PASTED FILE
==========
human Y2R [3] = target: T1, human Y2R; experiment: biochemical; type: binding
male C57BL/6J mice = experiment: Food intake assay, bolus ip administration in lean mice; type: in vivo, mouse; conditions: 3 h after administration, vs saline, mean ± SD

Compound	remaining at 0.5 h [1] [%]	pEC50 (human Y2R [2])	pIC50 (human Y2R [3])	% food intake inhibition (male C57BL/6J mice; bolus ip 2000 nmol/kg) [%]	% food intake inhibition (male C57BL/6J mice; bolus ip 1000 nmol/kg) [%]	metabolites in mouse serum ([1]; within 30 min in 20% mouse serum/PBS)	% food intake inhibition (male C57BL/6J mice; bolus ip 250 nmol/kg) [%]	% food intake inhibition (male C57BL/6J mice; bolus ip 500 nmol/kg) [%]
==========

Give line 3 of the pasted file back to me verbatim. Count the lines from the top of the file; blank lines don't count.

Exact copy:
Compound	remaining at 0.5 h [1] [%]	pEC50 (human Y2R [2])	pIC50 (human Y2R [3])	% food intake inhibition (male C57BL/6J mice; bolus ip 2000 nmol/kg) [%]	% food intake inhibition (male C57BL/6J mice; bolus ip 1000 nmol/kg) [%]	metabolites in mouse serum ([1]; within 30 min in 20% mouse serum/PBS)	% food intake inhibition (male C57BL/6J mice; bolus ip 250 nmol/kg) [%]	% food intake inhibition (male C57BL/6J mice; bolus ip 500 nmol/kg) [%]